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Jesse Ventura Highlights Government Plan To Attack U.S. Cities & Kill Americans
Video Interview: Cites Northwoods, Gulf of Tonkin, JFK assassination, NORAD stand down as reasons to question official 9/11 story

Paul Joseph Watson & Alex Jones/Prison | September 27 2006

In a sit-down video interview recorded on Monday night, former Minnesota Governor, pro-wrestling star and actor Jesse Ventura told radio host Alex Jones he found it very disturbing in light of what happened on 9/11 that the U.S. government had once planned to "attack certain cities within the United States," as a pretext for war.

Ventura was in Texas doing media events in support of independent Texas gubernatorial candidate Kinky Friedman. In this explosive interview Ventura sounds off on a number of controversial subjects and the direction in which America is heading.

Watch the full video interview with Ventura below for free.

Part 1:
Part 2:

"In the early sixties the Pentagon had an operation called Operation Northwoods and it never came to reality but it was on the table that our military would attack certain cities within the United States and make it look like Cuba did it to justify an invasion of Cuba," said Ventura.

"It never happened but just the simple fact that they contemplated it and it was actually on the table in the Pentagon I find that just very disturbing - that they would even consider using our military to try to justify an invasion of another country."

Ventura, a former Navy Seal, then cited the Gulf of Tonkin cover-up as an example of how false provocations are staged by governments to lead nations into war.

"It was very disappointing to believe in your country that they would lie to you to get into a war - that they would perpetrate a lie and that the media would go along with it - it's a real eye opener and you realize that if they would do it in the sixties they'll do it again - and if it works once it will work again - government very much operates that way," said Ventura.

Ventura said that shortly after he found out the truth behind the Gulf of Tonkin, Robert McNamara paid a visit to Harvard where Ventura was teaching and he had to be "locked up in a room" so that he wouldn't confront McNamara.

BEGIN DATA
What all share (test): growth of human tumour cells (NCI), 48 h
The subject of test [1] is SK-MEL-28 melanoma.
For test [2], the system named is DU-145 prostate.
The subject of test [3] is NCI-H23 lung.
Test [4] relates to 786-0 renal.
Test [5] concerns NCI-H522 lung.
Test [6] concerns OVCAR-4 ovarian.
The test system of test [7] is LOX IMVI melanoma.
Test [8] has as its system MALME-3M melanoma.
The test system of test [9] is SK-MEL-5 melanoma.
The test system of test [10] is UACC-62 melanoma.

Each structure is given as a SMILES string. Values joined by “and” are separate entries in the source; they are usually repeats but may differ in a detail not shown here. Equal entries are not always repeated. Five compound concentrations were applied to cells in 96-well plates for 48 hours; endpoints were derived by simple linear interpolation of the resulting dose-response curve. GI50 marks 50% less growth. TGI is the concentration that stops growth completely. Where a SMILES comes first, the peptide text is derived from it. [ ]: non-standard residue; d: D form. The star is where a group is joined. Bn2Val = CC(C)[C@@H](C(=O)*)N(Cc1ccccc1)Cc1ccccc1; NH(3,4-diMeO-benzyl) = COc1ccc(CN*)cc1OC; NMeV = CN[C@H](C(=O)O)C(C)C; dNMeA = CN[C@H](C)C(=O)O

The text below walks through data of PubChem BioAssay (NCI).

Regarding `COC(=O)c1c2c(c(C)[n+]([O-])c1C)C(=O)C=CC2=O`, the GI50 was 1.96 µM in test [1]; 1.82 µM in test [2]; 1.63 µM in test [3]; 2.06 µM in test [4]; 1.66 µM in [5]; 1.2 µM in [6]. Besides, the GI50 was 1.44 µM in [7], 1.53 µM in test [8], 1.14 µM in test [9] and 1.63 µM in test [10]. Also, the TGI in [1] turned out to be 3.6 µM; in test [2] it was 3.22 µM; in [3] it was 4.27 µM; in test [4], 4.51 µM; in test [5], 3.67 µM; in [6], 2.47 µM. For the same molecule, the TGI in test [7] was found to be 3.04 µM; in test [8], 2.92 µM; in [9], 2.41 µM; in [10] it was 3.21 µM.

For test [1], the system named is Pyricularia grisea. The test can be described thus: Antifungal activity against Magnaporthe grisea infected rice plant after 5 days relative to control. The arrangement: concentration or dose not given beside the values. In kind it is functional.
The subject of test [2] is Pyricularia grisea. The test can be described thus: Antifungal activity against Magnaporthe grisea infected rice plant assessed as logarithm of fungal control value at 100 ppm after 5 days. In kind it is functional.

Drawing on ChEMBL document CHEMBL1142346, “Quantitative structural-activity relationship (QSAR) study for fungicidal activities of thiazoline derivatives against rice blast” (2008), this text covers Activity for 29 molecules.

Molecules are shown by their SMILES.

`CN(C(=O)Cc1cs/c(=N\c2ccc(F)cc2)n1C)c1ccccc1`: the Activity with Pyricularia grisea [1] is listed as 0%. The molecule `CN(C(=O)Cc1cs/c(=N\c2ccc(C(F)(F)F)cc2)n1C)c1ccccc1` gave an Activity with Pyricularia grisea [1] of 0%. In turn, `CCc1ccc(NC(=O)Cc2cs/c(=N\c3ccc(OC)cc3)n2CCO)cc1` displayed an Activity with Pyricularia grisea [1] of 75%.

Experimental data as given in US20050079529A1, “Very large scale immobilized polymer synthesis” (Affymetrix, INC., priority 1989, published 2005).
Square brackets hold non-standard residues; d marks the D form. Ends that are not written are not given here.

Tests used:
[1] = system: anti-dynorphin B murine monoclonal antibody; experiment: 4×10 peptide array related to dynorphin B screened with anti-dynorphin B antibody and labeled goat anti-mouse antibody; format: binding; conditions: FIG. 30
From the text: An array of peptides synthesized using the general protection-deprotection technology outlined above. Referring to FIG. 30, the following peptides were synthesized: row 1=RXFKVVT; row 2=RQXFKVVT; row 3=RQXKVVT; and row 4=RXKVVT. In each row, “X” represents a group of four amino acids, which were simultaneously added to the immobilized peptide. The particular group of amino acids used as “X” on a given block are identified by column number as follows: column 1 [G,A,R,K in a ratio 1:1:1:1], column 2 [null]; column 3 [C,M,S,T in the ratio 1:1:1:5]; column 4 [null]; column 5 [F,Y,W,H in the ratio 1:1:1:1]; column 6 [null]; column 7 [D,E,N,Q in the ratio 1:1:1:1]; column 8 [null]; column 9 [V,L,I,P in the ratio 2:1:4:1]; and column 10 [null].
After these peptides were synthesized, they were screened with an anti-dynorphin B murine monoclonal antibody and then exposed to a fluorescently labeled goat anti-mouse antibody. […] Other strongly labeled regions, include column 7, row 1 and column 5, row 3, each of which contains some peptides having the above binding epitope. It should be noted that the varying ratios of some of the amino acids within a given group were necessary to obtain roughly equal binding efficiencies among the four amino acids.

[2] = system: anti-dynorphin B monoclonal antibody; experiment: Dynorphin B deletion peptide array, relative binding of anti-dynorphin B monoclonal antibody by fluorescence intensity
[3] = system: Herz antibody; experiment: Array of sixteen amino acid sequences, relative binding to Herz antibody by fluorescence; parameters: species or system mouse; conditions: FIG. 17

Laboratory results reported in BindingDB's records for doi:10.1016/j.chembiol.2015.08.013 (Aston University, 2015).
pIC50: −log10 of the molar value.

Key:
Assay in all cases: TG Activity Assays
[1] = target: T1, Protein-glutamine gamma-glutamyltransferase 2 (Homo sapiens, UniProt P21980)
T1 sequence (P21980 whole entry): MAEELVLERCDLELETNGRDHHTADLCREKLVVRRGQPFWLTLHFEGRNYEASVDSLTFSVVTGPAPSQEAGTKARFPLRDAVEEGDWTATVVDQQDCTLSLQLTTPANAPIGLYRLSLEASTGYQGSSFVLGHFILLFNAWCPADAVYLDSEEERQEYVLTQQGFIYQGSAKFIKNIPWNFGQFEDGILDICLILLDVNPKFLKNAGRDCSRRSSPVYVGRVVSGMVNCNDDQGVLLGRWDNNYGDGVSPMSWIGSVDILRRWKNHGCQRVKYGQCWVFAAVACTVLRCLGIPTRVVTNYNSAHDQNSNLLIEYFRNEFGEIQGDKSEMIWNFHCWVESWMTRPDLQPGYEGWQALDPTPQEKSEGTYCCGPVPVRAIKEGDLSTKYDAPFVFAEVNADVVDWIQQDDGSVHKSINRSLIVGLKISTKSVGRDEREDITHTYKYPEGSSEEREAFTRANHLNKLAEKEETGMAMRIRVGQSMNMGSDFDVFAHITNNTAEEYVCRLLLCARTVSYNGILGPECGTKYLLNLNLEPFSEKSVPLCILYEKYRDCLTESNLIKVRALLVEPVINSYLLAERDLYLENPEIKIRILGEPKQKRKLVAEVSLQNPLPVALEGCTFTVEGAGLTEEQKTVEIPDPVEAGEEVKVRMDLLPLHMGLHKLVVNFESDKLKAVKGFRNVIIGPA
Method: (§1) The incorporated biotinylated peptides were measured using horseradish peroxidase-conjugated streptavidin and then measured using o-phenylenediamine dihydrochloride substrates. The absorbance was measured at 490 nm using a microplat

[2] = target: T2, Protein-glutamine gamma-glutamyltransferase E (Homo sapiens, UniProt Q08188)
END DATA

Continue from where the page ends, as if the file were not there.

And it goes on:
Ventura questioned the interception and tracking of Payne Stewart's Lear Jet in October 1999 and compared the incident to the total lack of air defense response on 9/11.

"Where were our planes - when all of this was going my knowledge at no time did we have any fighter planes up in the air - why?"

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Citing cover-ups that led to the Vietnam war and the JFK assassination, Ventura stated that it was not "beyond reason to not at least consider that the government certainly would do things like that."

Ventura said that it was via his 25-year research of the Kennedy assassination that he came to learn about the Gulf of Tonkin and Operation Northwoods.

"I don't believe for one minute the Warren Commission," said Ventura, asking that if the assassination represented the actions of Lee Harvey Oswald alone why would the information pertaining to it have to be kept secret under national security for 20 years. 

"I've been to Dealy Plaza and I don't think he could make the shot," said Ventura, "it was a difficult shot with a target going away from you and dropping and not only that - he had to shoot through a tree."

Ventura said the fact that Oswald was never proven guilty in court of law itself proves he was simply convicted by public and government opinion.

"There's no definitive evidence that he did it in my opinion," concluded Ventura.

Ventura was asked if an exchange of liberty for security was a reasonable price to pay and responded by highlighting the Bush administration's mishandling of the Hurricane Katrina crisis in New Orleans.

"The country can't protect you - you have to protect yourself," said Ventura.

"They had two weeks to prepare for that and couldn't save anybody - how are they going to save you from a terrorist attack," said Ventura, "I don't buy that we're any more safe than we were prior to 9/11."

"It was very interesting that Richard Nixon had the 82nd Airborne in there when the hurricane hit back in the seventies within 24 hours and yet this President didn't do a thing for eight days."

"For people who say well you can't blame President Bush - yes I fully blame him for the hurricane," said Ventura. 

"Every time the government tells you they're going to protect you be prepared because you're going to lose your rights," said Ventura, saying that he would prefer dealing with terrorism rather than accepting an erosion of personal liberty.

"These were also the same people that told us there were weapons of mass destruction in Iraq - so take it with a grain of salt - they were wrong once they could be wrong again."

Ventura said the Democrats and Republicans were destroying the election process and allowing the elections "fall victim to a system of bribery," but blamed the American people for sharing an apathy that means they don't get involved and don't care beyond their own lives. He was also cynical that another investigation of 9/11 would achieve anything.

"Has there ever been a real investigation?," asked Ventura.

Qualifying himself in saying everything was not a conspiracy, Ventura later dismissed the possibility that Senator Paul Wellstone was killed as a result of his plane being sabotaged as "bullsh***t."

However, Ventura was adamant that Americans should never trust their government because "the government is people" and comprises a cross section of society.
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